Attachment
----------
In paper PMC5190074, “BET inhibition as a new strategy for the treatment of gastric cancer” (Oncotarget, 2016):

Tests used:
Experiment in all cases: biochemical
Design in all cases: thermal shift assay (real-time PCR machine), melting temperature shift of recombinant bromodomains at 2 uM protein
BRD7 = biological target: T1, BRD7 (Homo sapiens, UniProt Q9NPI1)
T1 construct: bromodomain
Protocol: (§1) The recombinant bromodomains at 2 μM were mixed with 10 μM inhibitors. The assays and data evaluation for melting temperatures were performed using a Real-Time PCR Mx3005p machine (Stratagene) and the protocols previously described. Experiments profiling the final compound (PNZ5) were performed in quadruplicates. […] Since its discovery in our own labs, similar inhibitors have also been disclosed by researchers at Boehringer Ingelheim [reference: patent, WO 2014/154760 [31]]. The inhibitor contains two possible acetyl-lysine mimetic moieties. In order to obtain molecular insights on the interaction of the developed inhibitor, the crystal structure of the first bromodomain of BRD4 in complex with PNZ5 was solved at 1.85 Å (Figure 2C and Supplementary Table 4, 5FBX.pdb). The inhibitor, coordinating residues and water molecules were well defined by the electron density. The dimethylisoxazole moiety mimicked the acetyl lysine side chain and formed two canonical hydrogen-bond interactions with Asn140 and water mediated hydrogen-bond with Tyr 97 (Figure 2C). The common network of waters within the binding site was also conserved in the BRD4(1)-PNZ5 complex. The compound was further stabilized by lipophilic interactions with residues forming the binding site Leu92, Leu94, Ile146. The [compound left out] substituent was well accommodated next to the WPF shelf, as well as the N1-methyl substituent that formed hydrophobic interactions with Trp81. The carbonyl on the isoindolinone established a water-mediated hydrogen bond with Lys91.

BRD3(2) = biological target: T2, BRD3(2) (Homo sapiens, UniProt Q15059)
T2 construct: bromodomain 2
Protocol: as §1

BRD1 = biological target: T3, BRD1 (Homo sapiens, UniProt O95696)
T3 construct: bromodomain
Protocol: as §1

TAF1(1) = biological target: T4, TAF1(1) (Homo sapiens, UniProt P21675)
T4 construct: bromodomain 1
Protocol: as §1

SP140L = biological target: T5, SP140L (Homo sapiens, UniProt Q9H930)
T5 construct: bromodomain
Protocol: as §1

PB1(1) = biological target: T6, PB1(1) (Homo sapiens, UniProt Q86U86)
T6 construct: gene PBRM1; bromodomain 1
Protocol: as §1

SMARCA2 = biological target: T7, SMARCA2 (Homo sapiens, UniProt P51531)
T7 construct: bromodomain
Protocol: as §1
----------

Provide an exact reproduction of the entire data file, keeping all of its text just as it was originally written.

In paper PMC5190074, “BET inhibition as a new strategy for the treatment of gastric cancer” (Oncotarget, 2016):

Tests used:
Experiment in all cases: biochemical
Design in all cases: thermal shift assay (real-time PCR machine), melting temperature shift of recombinant bromodomains at 2 uM protein
BRD7 = biological target: T1, BRD7 (Homo sapiens, UniProt Q9NPI1)
T1 construct: bromodomain
Protocol: (§1) The recombinant bromodomains at 2 μM were mixed with 10 μM inhibitors. The assays and data evaluation for melting temperatures were performed using a Real-Time PCR Mx3005p machine (Stratagene) and the protocols previously described. Experiments profiling the final compound (PNZ5) were performed in quadruplicates. […] Since its discovery in our own labs, similar inhibitors have also been disclosed by researchers at Boehringer Ingelheim [reference: patent, WO 2014/154760 [31]]. The inhibitor contains two possible acetyl-lysine mimetic moieties. In order to obtain molecular insights on the interaction of the developed inhibitor, the crystal structure of the first bromodomain of BRD4 in complex with PNZ5 was solved at 1.85 Å (Figure 2C and Supplementary Table 4, 5FBX.pdb). The inhibitor, coordinating residues and water molecules were well defined by the electron density. The dimethylisoxazole moiety mimicked the acetyl lysine side chain and formed two canonical hydrogen-bond interactions with Asn140 and water mediated hydrogen-bond with Tyr 97 (Figure 2C). The common network of waters within the binding site was also conserved in the BRD4(1)-PNZ5 complex. The compound was further stabilized by lipophilic interactions with residues forming the binding site Leu92, Leu94, Ile146. The [compound left out] substituent was well accommodated next to the WPF shelf, as well as the N1-methyl substituent that formed hydrophobic interactions with Trp81. The carbonyl on the isoindolinone established a water-mediated hydrogen bond with Lys91.

BRD3(2) = biological target: T2, BRD3(2) (Homo sapiens, UniProt Q15059)
T2 construct: bromodomain 2
Protocol: as §1

BRD1 = biological target: T3, BRD1 (Homo sapiens, UniProt O95696)
T3 construct: bromodomain
Protocol: as §1

TAF1(1) = biological target: T4, TAF1(1) (Homo sapiens, UniProt P21675)
T4 construct: bromodomain 1
Protocol: as §1

SP140L = biological target: T5, SP140L (Homo sapiens, UniProt Q9H930)
T5 construct: bromodomain
Protocol: as §1

PB1(1) = biological target: T6, PB1(1) (Homo sapiens, UniProt Q86U86)
T6 construct: gene PBRM1; bromodomain 1
Protocol: as §1

SMARCA2 = biological target: T7, SMARCA2 (Homo sapiens, UniProt P51531)
T7 construct: bromodomain
Protocol: as §1